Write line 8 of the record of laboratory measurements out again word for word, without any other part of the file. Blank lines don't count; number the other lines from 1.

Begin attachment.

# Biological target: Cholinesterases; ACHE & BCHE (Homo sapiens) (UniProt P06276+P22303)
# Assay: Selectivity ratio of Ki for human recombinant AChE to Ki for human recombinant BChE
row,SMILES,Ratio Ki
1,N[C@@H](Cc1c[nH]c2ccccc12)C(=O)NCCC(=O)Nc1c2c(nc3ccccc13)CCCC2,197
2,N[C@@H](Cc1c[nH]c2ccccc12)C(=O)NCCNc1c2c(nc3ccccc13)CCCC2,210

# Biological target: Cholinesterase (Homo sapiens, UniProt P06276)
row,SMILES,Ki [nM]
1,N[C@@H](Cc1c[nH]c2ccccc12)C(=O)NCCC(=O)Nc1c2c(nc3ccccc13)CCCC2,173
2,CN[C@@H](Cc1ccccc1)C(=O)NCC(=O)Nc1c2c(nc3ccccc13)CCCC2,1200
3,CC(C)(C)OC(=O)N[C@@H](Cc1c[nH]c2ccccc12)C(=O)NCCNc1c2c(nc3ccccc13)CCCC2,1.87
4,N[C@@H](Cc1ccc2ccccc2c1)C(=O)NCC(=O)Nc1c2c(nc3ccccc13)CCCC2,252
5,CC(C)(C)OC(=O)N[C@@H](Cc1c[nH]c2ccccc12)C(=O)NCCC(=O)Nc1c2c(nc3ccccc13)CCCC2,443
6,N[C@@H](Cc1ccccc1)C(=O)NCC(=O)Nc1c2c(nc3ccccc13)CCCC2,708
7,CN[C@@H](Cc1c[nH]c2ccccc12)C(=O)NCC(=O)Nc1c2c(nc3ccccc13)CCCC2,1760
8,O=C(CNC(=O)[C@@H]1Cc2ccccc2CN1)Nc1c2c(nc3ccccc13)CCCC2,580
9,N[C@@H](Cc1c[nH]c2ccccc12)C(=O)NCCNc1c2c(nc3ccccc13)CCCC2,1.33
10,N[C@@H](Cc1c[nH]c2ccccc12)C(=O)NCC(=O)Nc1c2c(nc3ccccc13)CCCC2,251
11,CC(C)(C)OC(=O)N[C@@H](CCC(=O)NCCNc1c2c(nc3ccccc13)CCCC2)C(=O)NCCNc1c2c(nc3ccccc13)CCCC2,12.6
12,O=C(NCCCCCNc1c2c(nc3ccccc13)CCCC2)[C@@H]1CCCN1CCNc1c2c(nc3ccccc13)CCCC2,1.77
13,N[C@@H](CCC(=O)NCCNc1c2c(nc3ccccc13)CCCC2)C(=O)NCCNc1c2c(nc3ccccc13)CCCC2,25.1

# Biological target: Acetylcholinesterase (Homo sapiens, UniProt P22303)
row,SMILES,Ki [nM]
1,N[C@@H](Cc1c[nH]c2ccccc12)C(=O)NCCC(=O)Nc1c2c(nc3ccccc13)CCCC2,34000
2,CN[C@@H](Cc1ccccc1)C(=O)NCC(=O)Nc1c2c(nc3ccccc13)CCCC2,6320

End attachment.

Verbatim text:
1,N[C@@H](Cc1c[nH]c2ccccc12)C(=O)NCCC(=O)Nc1c2c(nc3ccccc13)CCCC2,173